When you step into the cabin of this Plus specced IONIQ HEV, you’d notice that it is very well equipped and you also get lots of soft touch plastic where it matters most – the dashboard, door cards, and there’s also a nice leather rimmed flat bottomed steering wheel and gearknob for you to steer and fondle. The instrumentation in this IONIQ Plus is also nice as it has a high definition Digital information meter cluster for you to look at (the non-Plus IONIQ makes do with a smaller supervision info screen rather than nice graphics and all that).
The infotainment system in this Plus variant also comes equipped with a larger touch screen. Unfortunately, whilst the screen is large, there is actually nothing truly useful that can come out of it aside from changing from which media output to the radio to the reverse camera. It lacks navigation and all the extra functions that this car has can be accessed from the high def information meter on the meter cluster mentioned earlier. See how empty it looks if the radio is on.
All the Lane Keeping Assist, Autonomous emergency braking systems (yes, this high specced variant comes with this amazing thing), cruise control and other vehicle function as well as monitoring is handled through here rather than the large touchscreen. Big, but lacking any function actually. But that being said, this car is loaded with toys to keep the driver occupied. The front passenger will have to be content changing radio stations or fiddling with the media selection for the USB pre-recorded songs. Or maybe they can be fascinated with the wireless charging system on the centre console which is standard in the IONIQ Plus (those with phones that can use this facility are certain high end smartphones like the Samsung Galaxy 6 or equivalent).
Space inside isn’t class leading. It is ample enough for most and four people could seat comfortably in it. Although I must say that taller passengers at the rear must be aware of the slightly high rear seat vis-a-vis the rear door opening. One compromise of the IONIQ is that the battery pack is partly located under the rear seat thereby making the seat higher at the rear than the front. It is good for the passengers as it feels like theatre seats where the seats at the rear are higher than the front. The drawback of this slight compromise is that taller people would have to take extra care when exiting the car (or even entering it).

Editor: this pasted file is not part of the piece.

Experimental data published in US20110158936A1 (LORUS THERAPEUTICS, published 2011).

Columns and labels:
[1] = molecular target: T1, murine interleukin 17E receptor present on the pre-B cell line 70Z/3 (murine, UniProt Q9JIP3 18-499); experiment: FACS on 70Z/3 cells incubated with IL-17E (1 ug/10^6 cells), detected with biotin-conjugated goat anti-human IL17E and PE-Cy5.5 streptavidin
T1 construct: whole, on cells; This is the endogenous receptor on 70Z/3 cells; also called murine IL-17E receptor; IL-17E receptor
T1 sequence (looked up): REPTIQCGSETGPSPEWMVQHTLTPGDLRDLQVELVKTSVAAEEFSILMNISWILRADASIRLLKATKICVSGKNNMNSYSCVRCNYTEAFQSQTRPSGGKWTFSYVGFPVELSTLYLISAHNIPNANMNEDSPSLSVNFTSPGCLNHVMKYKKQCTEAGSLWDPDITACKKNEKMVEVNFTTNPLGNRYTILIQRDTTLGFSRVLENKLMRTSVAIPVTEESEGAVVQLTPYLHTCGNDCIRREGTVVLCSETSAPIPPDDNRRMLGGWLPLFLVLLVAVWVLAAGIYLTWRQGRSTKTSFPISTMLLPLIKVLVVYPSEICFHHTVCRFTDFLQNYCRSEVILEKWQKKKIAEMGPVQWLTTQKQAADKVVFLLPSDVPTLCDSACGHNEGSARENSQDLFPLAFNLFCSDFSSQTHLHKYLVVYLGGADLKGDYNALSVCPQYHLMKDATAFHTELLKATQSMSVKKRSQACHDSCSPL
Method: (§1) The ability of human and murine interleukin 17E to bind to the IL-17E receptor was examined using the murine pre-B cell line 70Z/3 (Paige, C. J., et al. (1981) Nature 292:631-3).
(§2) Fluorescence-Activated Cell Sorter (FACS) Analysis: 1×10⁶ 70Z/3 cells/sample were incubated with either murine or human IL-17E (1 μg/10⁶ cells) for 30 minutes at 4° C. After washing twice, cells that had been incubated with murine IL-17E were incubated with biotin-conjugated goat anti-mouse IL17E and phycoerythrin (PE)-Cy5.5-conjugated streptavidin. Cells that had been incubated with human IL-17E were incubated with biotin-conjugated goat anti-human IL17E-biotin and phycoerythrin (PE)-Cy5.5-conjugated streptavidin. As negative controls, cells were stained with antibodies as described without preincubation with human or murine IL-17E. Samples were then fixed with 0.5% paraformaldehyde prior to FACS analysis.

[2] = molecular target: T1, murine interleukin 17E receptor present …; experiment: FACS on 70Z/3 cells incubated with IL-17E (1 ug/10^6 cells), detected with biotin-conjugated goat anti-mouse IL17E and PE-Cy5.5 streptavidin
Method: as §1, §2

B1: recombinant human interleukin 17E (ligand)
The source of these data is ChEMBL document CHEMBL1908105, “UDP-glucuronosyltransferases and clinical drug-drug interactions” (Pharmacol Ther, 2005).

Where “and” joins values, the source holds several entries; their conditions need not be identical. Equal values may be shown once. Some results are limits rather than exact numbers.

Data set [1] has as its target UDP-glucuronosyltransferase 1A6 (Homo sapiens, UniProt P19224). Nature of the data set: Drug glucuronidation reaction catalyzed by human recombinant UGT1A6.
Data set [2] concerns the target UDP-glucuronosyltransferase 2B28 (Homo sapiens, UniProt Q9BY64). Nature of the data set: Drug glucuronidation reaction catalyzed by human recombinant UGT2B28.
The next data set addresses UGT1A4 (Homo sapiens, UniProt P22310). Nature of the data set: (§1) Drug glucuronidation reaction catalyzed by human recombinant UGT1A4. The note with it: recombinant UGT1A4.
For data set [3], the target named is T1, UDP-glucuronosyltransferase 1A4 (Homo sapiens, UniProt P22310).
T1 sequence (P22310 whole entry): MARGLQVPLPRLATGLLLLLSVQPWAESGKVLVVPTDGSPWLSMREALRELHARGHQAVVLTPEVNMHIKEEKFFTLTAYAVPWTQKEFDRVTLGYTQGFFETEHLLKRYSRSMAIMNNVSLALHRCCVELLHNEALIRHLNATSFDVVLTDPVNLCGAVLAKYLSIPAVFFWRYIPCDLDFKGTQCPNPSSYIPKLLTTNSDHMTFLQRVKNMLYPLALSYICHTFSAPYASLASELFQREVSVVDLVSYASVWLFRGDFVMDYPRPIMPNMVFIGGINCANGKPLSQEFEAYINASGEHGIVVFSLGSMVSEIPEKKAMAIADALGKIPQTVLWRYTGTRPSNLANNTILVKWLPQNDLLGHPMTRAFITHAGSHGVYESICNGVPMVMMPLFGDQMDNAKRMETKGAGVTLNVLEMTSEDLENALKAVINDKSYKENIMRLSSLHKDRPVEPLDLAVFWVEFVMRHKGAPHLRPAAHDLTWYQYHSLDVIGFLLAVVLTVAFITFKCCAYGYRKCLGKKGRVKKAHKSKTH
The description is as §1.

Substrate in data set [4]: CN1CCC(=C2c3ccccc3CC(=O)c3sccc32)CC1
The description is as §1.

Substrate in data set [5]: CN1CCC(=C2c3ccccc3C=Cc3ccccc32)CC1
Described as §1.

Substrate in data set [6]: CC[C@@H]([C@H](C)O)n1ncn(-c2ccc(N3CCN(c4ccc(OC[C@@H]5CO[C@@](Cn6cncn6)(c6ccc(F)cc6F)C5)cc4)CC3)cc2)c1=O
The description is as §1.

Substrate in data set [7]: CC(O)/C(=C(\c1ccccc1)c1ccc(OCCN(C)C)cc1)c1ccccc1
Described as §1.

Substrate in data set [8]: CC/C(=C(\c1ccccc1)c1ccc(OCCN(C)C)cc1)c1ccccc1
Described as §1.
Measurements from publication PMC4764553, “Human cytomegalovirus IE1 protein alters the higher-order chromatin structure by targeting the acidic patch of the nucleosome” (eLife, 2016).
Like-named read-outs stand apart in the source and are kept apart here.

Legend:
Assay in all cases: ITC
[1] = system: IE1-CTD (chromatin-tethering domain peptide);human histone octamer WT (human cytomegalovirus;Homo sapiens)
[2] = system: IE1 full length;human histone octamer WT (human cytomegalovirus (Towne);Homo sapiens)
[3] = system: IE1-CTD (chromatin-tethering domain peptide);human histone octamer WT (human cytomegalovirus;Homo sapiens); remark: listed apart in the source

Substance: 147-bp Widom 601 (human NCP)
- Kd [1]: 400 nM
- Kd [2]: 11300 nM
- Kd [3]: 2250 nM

The second thing you’d notice is that if you’re the driver, the C-pillars are a little bit thick and does block the view a little. Good thing there are blind spot detection sensors located at the wing mirrors if you’re on the move (not as sensitive as the ones on that Swedish marquee but it works fine). The third thing you’d notice is the split rear screen on the tailgate. It is visible to the driver from the rear view mirror and you need to get used to it.
The Drive Experience
Anyway, once you start driving the IONIQ HEV Plus Hybrid you will notice that like most hybrids it will start moving on its electric power before the engine starts up. When the engine starts in this still very new IONIQ is that you can hardly feel it coming on line. You may hear is turning on in the distance but there is no vibration at all. The switchover point is seamless. The only issue I have of the powertrain is that the switchover point from full electric to hybrid mode is not as clear cut. Sometimes it comes in earlier than I expect, sometimes it is later even though it is on the same stretch of road I usually use.
The car could run on full electric mode to around 70kmh, but if you aren’t as gentle on the throttle, expect the engine to turn on. Of course, if you couldn’t be bothered then it isn’t so much of an issue. Even with like totally lack of economical driving the IONIQ could still net me a fabulous 6.6liters/100km.
Range is good too, with the car showing around 650km distance covered even with a heavy footed guy like me driving it. This is even though I used it around urban areas instead of lots of highway driving and the fact that the electric motor will only charge up to a certain level of bars if you are just driving it on a regular commute - It would only charge more than usual if there are a lot of downhill stretches or you use the regenerative brakes a heck of a lot, where full efficiency in terms of recharging could be achieved. Since this isn't a plug-in hybrid, it would be quite hard to charge up the batteries to its fullest potential on a daily basis. This is one drawback of a 'normal' hybrid. I assume a 40-60% battery capacity is about average during the time I used it.